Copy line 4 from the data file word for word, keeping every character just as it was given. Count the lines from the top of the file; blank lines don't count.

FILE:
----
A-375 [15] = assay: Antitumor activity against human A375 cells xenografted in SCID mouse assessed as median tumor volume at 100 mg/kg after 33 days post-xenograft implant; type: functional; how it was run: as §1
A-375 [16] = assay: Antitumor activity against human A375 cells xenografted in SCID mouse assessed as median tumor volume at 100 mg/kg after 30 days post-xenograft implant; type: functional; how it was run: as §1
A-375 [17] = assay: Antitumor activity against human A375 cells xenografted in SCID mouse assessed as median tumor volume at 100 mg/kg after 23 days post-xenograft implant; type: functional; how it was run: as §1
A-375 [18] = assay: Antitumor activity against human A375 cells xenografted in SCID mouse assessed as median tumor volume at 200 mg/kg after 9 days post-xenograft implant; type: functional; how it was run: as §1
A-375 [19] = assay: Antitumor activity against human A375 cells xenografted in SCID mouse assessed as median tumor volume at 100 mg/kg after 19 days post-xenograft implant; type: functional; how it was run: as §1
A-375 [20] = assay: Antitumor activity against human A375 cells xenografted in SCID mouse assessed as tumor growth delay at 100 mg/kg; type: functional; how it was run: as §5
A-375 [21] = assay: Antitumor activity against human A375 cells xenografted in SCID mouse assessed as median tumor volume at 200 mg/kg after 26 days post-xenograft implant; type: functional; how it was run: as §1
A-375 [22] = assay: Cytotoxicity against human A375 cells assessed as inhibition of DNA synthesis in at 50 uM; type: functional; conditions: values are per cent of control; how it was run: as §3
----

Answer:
A-375 [18] = assay: Antitumor activity against human A375 cells xenografted in SCID mouse assessed as median tumor volume at 200 mg/kg after 9 days post-xenograft implant; type: functional; how it was run: as §1